The Do’s and Don’ts of Stoke Con Trent

Another year, another opportunity for nerds in and around the Staffordshire area to celebrate everything sci-fi, fantasy, anime, gaming, movie, comic, and adjacent. Stoke-Con-Trent rolled around again, and the campus was abuzz with all things geeky. There were stalls selling a variety of wares, celebrity appearances from all walks of nerd culture, and people dressed up in their best cosplay. If you missed it this year, read below for my dos and don’ts so that you know what to do when the convention next rolls around…

DO: Bring lots of money!

Now being a student, of course you have to be very economical and thrifty at the best of times. Not at a convention. Of course you are there to meet like-minded people, hang out in a space where you can be yourself, and celebrate your fandoms, but let’s be real; you’re there for the swag. Though some of the vendors take credit/debit cards, the majority of places, especially the smaller stalls with independent artists, are likely to only take cash. Make sure you withdraw some ahead of time, so that you can waste no time picking up that poster, necklace, plushy etc. you’ve been eyeing up. Check out my hauls from the last two cons!

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DON’T: Be blissfully unaware of your surroundings

Conventions can be a crowded place, especially when you have massive groups of people all waiting around a particular stand, to get a picture with a nerd icon. When you get to any convention, make a point of being aware of your surroundings. Clock where the nearest exits are in the case of an emergency. Pick up a map so that you know exactly where you need to go, and plan accordingly. Be aware that there will potentially be children and people with disabilities who may struggle to navigate their way around.


img_3305DO: Bring a Camera (or a fully charged phone)

There are so many amazing things happening all at once that you can often feel overwhelmed, especially if it is your first convention (like it was for me a year ago). Not to say that you should be filming every second you are there, or glued to your phone the entire time, but snapping pictures here and there will help you make sense of everything after its all said and done. Also, with all the amazing costumes people have created and imagined up, grabbing photos with random strangers is not so weird at a con. Go for it!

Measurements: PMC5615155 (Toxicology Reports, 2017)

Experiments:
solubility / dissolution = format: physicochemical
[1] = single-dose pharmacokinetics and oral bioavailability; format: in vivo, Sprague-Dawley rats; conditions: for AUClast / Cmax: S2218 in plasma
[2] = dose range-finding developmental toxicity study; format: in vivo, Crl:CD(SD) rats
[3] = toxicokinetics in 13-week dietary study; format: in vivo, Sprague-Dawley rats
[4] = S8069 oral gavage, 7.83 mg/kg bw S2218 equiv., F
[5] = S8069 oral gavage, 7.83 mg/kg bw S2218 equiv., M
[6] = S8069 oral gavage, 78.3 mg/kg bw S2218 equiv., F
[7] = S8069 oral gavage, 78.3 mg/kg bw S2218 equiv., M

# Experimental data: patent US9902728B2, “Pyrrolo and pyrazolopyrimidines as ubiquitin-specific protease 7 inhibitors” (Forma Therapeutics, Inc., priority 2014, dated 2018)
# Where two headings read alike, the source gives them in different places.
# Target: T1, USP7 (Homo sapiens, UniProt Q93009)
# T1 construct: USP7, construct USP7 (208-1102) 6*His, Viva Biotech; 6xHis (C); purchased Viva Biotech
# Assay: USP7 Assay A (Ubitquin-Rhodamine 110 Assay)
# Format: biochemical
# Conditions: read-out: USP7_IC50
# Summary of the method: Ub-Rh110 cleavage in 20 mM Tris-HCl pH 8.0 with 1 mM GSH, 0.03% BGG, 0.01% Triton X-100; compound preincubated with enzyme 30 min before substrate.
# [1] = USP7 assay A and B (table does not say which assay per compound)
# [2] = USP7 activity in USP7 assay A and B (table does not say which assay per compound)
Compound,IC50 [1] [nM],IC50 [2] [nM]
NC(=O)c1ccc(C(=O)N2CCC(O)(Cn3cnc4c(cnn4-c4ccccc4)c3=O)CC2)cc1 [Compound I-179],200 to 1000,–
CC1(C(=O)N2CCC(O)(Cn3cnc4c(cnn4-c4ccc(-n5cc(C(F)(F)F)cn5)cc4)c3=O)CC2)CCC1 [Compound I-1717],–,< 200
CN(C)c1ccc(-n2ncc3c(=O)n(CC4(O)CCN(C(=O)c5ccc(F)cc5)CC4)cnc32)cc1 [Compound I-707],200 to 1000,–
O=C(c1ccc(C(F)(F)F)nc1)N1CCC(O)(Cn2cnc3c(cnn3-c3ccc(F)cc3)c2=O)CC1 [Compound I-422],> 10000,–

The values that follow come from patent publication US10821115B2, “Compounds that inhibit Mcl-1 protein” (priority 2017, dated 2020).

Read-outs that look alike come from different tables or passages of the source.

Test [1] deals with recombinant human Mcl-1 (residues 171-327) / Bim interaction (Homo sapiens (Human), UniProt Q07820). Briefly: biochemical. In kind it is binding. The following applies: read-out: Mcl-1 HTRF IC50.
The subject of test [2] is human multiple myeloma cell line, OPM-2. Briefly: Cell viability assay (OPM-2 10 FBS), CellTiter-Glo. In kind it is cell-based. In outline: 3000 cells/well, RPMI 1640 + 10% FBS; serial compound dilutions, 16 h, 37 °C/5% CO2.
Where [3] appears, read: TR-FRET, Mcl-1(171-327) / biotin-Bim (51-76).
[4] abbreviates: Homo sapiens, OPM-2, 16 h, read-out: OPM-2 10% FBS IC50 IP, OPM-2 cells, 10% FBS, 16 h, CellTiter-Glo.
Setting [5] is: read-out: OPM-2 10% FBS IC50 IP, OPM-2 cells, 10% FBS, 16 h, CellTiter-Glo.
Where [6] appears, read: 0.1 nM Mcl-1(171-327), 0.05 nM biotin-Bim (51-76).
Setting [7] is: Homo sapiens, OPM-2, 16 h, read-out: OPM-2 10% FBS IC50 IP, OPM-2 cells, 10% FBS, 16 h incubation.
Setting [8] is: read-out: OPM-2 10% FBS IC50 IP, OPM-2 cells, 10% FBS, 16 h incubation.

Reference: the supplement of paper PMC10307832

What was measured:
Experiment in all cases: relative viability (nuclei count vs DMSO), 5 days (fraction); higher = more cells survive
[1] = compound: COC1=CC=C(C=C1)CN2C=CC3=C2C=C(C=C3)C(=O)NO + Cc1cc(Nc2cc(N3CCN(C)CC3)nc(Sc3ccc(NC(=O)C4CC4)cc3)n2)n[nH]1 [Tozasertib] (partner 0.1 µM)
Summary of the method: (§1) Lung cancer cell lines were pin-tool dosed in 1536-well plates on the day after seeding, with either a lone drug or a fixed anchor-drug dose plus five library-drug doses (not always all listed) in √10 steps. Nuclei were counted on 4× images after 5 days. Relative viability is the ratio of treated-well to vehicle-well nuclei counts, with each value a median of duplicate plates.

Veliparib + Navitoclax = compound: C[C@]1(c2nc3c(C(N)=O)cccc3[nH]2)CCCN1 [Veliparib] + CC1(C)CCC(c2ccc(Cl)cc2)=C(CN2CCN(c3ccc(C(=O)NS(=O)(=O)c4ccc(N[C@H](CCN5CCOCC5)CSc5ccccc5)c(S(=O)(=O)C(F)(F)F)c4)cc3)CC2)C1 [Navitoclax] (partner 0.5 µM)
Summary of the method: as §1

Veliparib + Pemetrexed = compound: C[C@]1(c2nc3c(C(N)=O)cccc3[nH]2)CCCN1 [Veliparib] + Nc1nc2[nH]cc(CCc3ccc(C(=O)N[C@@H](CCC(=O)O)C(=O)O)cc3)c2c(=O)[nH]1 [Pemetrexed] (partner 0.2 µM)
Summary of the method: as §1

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DON’T: Judge others

Now I will be honest, I am a pretty casual nerd. The only anime I know, other than the all-powerful Pokémon franchise, is Full Metal Alchemist, of which I watched a few episodes with an ex, and proceeded to never watch again once we broke up. I’ve never collected trading cards, nor are my walls covered head to toe in posters and artwork from movies, games, or manga. But, I appreciate the dedication and passion that others have. Don’t go into the event with the intention to judge, or go around mocking other people for being themselves. Not cool man.


DO: Dress up!

Leading on from my previous point, a convention is the place to express yourself, and to celebrate your nerdiness. Whether you just put on a Harry Potter tee, or adorn a fully realised, fully functional copy of Iron Man’s power armour, wear it and wear it with pride! You are surrounded by people who share the same interests and appreciate the same things you do. Let this be your opportunity to let your freak flag fly. I mean, it’s not everyday you got to see a Dalek and a T-800 have an argument about who is the superior killing machine, and spot C-3PO and R2D2 roaming around the Science Centre. What a time to be alive!

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All of the points I’ve made can be applied to any convention you end up attending, but hopefully this has both prepared you and psyched you up for the next Stoke-Con-Trent. Now I’m out of here… Allons-y!

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About Drew 34 Articles
• MSc Health Psychology post-grad student, and BSc Psychology and Counselling Graduate • Appreciator of good food, a makeup enthusiast, and lover of all things that sparkle • A massive nerd aspiring to become a chartered psychologist (Dr. Keating sounds good right?!) • Proud member of the LGBT+ community, with a desire to educate and help others as best I can

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